Don't see what you've experienced described here?

Contact Jane Hendriksma, our Title IX Coordinator, for more information or a referral.


Unequal, adverse treatment of an individual because of a protected legal status, such as race, age, gender, sexuality, ethnic origin or ability/disability that is sufficiently severe, persistent or pervasive such that it unreasonably interferes with, denies or limits someone’s employment access, benefits or opportunities, and/or the ability to participate in or benefit from the college’s educational program and/or activities, and is based on power differentials (quid pro quo), creates a hostile environment or constitutes retaliation.


Unwelcome verbal or physical conduct. Examples of harassment include, but are not limited to:

  • epithets, slurs, denigrating jokes or negative stereotyping;
  • threatening or causing physical harm, extreme verbal abuse, or other conduct which threatens or endangers health or safety;
  • written or graphic material that degrades or shows hostility or aversion;
  • pranks or horseplay intended to embarrass or humiliate;
  • imposing submission to unwelcome verbal or physical conduct;
  • stalking, bullying, hazing;
  • any other action that is motivated by the actual or perceived membership of the victim in a protected class.

Any adverse employment or educational action taken against a person because of their participation in a report or investigation of harassment or discrimination of any kind. Retaliation against an individual for alleging harassment, discrimination or sexual misconduct, for supporting a reporting party or for assisting in providing relevant information related to a claim or investigation is a serious violation of Calvin's policy and will be investigated and sanctions may be given, from a written warning to suspension or expulsion, depending on the severity of the retaliation.

Non-consensual sexual contact

Intentional sexual touching, however slight, with any object, by one person against another without consent.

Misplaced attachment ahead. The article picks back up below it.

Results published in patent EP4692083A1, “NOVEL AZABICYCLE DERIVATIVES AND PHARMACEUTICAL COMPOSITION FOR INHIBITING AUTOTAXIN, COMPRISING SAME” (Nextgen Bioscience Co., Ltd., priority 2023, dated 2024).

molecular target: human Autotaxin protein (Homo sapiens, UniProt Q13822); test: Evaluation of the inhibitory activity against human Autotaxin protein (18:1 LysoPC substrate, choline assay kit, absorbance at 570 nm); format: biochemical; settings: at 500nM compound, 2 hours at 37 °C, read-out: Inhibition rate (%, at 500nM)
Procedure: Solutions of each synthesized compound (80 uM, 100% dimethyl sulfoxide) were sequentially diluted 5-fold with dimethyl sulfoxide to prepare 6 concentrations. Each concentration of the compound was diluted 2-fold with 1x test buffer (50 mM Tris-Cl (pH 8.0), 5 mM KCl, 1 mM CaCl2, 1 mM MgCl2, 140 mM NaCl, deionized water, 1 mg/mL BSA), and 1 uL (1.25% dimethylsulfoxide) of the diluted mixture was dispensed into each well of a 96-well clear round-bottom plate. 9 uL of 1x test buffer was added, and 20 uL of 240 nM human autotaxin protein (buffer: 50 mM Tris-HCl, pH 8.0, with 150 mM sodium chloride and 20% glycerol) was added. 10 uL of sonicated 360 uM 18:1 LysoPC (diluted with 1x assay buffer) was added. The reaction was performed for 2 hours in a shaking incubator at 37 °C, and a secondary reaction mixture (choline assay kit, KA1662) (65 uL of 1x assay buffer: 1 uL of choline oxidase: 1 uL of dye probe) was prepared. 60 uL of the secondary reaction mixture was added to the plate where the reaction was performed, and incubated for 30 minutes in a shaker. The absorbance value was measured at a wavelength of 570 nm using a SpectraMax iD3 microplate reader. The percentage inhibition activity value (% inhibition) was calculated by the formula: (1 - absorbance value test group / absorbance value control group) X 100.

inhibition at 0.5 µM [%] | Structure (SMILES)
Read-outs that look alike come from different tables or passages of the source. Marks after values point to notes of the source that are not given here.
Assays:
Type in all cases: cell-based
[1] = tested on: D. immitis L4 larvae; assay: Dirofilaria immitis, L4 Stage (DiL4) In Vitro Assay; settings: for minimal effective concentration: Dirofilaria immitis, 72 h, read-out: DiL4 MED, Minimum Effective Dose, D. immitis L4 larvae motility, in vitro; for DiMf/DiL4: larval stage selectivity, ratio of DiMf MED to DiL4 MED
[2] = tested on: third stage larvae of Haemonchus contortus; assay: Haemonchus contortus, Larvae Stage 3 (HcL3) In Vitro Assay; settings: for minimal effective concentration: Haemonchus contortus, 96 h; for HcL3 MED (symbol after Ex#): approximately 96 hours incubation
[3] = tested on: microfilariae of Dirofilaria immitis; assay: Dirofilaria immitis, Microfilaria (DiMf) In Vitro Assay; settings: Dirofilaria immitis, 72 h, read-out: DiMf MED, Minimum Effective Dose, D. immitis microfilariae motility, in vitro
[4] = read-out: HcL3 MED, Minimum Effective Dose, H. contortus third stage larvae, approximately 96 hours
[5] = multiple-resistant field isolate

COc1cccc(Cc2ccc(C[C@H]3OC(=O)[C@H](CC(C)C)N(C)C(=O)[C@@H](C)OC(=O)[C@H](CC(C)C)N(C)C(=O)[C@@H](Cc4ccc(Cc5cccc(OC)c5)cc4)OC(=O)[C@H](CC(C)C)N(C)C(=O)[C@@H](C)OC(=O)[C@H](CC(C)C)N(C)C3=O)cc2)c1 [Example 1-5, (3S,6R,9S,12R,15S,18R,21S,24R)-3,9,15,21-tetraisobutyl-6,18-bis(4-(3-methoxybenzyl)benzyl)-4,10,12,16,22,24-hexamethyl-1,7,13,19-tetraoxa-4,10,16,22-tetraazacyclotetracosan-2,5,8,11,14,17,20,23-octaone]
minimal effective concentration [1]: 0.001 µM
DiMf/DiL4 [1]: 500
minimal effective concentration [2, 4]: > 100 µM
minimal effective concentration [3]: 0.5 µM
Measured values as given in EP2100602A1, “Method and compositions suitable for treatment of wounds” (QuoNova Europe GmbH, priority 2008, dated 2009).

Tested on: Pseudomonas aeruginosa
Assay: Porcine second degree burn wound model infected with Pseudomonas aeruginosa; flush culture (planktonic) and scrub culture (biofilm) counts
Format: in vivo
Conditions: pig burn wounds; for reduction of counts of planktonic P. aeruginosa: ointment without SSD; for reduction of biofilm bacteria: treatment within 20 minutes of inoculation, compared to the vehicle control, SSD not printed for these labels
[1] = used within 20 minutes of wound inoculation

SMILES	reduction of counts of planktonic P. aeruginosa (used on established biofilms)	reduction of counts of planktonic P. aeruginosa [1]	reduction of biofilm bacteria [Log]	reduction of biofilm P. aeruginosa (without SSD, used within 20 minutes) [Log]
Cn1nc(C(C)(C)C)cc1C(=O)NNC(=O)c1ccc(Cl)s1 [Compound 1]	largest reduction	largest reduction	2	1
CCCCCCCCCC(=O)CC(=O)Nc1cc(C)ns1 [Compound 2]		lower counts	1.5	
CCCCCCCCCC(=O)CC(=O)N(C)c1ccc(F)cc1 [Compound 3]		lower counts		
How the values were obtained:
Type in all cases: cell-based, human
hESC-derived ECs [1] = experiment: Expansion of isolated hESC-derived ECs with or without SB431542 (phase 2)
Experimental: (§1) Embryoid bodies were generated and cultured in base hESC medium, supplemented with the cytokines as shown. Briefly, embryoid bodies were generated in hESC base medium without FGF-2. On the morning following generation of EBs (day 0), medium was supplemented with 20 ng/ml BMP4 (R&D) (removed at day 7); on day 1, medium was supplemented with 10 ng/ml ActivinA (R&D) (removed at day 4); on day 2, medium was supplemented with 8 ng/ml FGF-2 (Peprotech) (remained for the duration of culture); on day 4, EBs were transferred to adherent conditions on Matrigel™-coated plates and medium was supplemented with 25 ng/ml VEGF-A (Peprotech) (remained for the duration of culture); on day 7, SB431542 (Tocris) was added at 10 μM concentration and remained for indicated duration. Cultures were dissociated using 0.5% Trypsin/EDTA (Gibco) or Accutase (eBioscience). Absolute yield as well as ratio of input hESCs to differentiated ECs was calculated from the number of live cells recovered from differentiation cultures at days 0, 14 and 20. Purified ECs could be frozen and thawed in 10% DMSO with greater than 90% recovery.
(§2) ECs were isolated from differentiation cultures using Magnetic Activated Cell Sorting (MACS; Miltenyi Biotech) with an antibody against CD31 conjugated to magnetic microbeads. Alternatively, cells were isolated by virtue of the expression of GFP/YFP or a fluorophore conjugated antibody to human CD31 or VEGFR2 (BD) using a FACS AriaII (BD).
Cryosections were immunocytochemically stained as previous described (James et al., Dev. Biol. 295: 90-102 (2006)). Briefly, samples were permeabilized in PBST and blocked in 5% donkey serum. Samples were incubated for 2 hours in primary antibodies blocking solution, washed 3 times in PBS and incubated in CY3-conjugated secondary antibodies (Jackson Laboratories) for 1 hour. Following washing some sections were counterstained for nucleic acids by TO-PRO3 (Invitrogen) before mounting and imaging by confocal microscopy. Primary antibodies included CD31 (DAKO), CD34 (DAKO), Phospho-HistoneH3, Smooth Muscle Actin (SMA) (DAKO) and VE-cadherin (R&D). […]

Relationship violence or domestic/dating abuse

A pattern of controlling behaviors that may include physical assaults, sexual assaults, emotional abuse, isolation, threats, stalking, manipulation and/or intimidation. These behaviors are used by one person in an intimate relationship to control the other. The partners may be married, engaged, separated or dating; heterosexual or LGBT+; living together or not.

Abuse can happen to anyone regardless of someone’s religion (or lack thereof), gender identity or expression, age, race or nationality, cultural background, class, ability and/or education.

Types of abuse can include physical, psychological, emotional, verbal, sexual, economic and spiritual, among others.

Women ages 18–24 are most commonly abused by an intimate partner.

Safe Haven Ministries is a local Christian domestic violence organization that is able to provide resources, advice, counseling and information about options available to you in a confidential environment.

Call their 24 hour hotline at (616) 452-6664.

(Source: Safe Haven Ministries and National Coalition to end Domestic Violence)

Find more information about how to help a friend or family member in an abusive relationship.

Romantic and/or consensual relationships between individuals of unequal power

Relationships between two people of unequal positions such as faculty and student or supervisor and employee have inherent power imbalances, even if they are consensual. The unequal power dynamic increases the vulnerability of the person with less power and heightens the potential for coercion and abuse.

Sexual exploitation

Taking sexual advantage of another person without consent, including recording intimate activity, distributing intimate pictures and lewd exposure.


Unwelcome behavior directed against a person that violates a person’s reasonable expectations of privacy and causes fear or anxiety. Stalking can be a pattern of following, harassment or other unwanted communication.